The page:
Saturday, February 7, 2015

Forte giving Cowboys big lift

Oklahoma State guard Phil Forte III (13) throws up a shot after drawing contact from Kansas guard Kelly Oubre Jr. (12) during the first half, Tuesday, Jan. 13, 2015 at Allen Fieldhouse. At left is Kansas guard Wayne Selden Jr. (1).

Oklahoma State guard Phil Forte III (13) throws up a shot after drawing contact from Kansas guard Kelly Oubre Jr. (12) during the first half, Tuesday, Jan. 13, 2015 at Allen Fieldhouse. At left is Kansas guard Wayne Selden Jr. (1).


— Phil Forte III, son of the former Kansas University defensive lineman with the same name, followed in his dad’s footsteps and played football as a youngster.

Oklahoma State’s hard-nosed 5-foot-11, 185-pound junior basketball point guard was a quarterback in seventh and eighth grades in Flower Mound, Texas.

“Going into my freshman year of high school, it was between football and basketball. I had a chance to play varsity basketball as a freshman. If I would have played football, then my coach would have put me on JV. It’s when I decided to drop football and go straight basketball,” the younger Forte told the Journal-World in an interview at Big 12 Media Days.

Of course, there were some regrets giving up football while living in pigskin-crazed Texas.

But not many.

“I missed it a little bit at first. I was better at basketball. I put a lot more time into basketball,” said Forte, Oklahoma State’s leading scorer at 17.1 points a game heading into today’s 1 p.m. game against KU in Gallagher-Iba Arena. “I think it’s where I get some of my toughness from — from football and from my dad. He kind of put that in me.”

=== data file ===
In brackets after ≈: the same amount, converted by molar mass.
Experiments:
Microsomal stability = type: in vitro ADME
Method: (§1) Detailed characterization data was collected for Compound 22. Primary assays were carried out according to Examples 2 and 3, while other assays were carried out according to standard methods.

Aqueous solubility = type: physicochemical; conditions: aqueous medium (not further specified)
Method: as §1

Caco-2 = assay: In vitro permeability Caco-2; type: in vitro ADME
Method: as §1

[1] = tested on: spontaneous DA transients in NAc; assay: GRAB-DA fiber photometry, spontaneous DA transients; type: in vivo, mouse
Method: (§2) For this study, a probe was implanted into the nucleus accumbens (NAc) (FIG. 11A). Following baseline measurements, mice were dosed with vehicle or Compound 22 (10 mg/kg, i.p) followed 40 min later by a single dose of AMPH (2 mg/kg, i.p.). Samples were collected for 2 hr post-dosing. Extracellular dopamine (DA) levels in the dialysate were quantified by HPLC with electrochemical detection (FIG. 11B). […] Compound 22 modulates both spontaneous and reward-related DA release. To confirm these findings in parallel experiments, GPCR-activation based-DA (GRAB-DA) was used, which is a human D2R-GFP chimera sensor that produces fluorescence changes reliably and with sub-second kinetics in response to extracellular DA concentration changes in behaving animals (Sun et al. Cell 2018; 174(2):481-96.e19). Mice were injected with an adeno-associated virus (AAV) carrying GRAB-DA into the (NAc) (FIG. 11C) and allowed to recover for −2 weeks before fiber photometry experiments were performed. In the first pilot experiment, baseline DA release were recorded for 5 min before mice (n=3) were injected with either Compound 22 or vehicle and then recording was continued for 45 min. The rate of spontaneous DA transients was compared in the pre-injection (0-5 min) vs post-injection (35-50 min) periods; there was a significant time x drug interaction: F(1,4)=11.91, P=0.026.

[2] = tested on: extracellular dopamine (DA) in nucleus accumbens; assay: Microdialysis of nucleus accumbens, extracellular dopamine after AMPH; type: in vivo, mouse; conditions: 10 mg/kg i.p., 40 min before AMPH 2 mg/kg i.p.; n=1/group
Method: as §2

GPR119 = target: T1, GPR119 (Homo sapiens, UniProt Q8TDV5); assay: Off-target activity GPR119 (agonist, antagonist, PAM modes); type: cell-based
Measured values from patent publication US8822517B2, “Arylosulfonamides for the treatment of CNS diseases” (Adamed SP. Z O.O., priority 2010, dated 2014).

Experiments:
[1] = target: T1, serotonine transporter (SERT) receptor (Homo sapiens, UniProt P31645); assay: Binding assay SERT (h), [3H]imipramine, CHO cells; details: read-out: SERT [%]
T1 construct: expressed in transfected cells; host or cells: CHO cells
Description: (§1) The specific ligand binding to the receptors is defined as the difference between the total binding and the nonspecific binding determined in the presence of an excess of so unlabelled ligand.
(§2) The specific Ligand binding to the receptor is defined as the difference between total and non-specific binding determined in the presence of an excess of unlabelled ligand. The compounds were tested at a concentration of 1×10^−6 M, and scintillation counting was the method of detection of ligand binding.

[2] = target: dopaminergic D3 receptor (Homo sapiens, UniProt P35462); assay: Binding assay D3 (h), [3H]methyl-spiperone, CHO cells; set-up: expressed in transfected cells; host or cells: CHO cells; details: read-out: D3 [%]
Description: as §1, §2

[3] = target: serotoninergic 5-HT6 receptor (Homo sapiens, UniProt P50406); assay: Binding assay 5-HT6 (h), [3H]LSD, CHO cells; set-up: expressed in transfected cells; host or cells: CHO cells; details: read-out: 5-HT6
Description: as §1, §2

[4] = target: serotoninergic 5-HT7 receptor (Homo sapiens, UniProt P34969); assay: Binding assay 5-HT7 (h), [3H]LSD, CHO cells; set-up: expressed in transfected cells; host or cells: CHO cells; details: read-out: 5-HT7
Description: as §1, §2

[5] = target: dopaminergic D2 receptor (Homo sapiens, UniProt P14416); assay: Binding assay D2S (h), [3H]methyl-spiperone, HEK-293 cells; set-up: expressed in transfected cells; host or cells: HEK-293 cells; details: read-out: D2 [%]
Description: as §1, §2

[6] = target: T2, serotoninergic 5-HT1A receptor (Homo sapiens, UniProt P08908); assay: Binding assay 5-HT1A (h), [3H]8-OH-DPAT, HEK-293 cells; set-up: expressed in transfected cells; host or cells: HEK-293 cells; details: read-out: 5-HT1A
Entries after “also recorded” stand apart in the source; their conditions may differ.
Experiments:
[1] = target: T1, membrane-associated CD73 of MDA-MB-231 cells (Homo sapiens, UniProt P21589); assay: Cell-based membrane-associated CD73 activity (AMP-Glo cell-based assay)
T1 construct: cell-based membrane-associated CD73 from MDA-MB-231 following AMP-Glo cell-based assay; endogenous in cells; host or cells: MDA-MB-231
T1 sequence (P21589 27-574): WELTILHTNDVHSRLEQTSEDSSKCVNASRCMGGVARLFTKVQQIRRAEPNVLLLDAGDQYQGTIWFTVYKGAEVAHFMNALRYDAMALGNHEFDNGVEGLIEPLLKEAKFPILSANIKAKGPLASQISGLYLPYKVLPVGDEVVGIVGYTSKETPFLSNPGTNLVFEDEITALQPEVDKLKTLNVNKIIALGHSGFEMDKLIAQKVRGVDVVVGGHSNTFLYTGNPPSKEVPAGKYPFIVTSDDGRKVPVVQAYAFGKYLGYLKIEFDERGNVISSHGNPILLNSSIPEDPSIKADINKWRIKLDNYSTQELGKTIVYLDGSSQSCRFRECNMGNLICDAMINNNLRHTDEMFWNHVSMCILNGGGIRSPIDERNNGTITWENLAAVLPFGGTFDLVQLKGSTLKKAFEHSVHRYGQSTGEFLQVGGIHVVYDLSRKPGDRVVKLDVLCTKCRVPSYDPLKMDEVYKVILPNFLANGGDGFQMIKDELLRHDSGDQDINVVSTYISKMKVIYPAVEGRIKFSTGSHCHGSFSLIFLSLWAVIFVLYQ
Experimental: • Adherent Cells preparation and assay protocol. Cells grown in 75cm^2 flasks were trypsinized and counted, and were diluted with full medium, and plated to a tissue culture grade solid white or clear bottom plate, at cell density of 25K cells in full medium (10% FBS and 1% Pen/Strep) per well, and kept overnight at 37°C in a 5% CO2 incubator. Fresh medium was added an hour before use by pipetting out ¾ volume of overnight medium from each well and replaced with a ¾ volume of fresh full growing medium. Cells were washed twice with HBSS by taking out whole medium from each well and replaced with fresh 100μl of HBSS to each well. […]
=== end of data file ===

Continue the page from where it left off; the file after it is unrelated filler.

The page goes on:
Forte, who has hit 56 of 135 threes for 41.5 percent, credits his pops for helping him become a dead-eye shooter.

“It’s something we both worked on together,” Forte said. “He got me some shooting videos to learn great form. I was lucky. He would go in the gym and rebound for me for hours, chasing down balls.

“Any time I wanted to shoot, he’d go rebound for me. Any way he could help me out, he always was willing. We kind of realized at my height I’d have to be able to shoot the ball in order to play at the level I wanted to. We both kind of stuck to it and it worked out from there.”

Forte said he and dad visited the gym regularly “my freshman or sophomore year of high school (Marcus High) when I realized it could be my ticket to play college basketball. I just kind of took it from there.”

Phil III and his good buddy, Marcus High teammate Marcus Smart, wound up attending Oklahoma State as a package deal. Smart left after his sophomore season for the riches of the NBA. Smart, the No. 10-ranked player in the Class of 2012 by, was recruited by KU, as well as Forte, an unranked three-star prospect.

“They were (an option),” Forte said. “KU is obviously a great program. I just didn’t feel that was the place for me to go play and he (dad, who played football for Mike Gottfried and Bob Valesente at KU from 1983 to ’86) realized that. He just wanted what’s best for me. Luckily coach (Travis) Ford and Oklahoma State was where I belonged and was able to go.

“I think it’s kind of ironic. I grew up a huge die-hard KU fan, so any time I line up against them ... ” Forte added, referring to being fired up. “They are used to that every night. They get everybody’s best shot. Anytime you line up against Kansas it’s just fun. If you are a competitor, that’s what you want. It just makes it more interesting for me.”

Forte — he is 2-4 in games played against KU — scored 18 points off 4-of-8 shooting (9-for-9 from line, 1-of-2 from three) in the Cowboys’ 67-57 loss to the Jayhawks on Jan. 13 in Allen Fieldhouse. His two free throws proved the difference in Wednesday’s 65-63 overtime victory over Texas in Austin.

“We recruited him, not as hard as we should have, obviously,” KU coach Bill Self said. “He can really shoot. Every defense is designed to stop him. He really has to earn his (points). It seems to me if he’s not open, he just moves a step farther out, another step farther out. He’s the best in our league moving without the ball. He doesn’t get tired.

“He works so hard. If you listen to the comments in the media about his work ethic and time he puts in ... he probably puts in as much time as any player in America.. He’s deserving of the nice things people say about him. He’s earned it.”

OSU enters today’s matinee 15-7 overall and 5-5 in the Big 12. KU is 19-3, 8-1.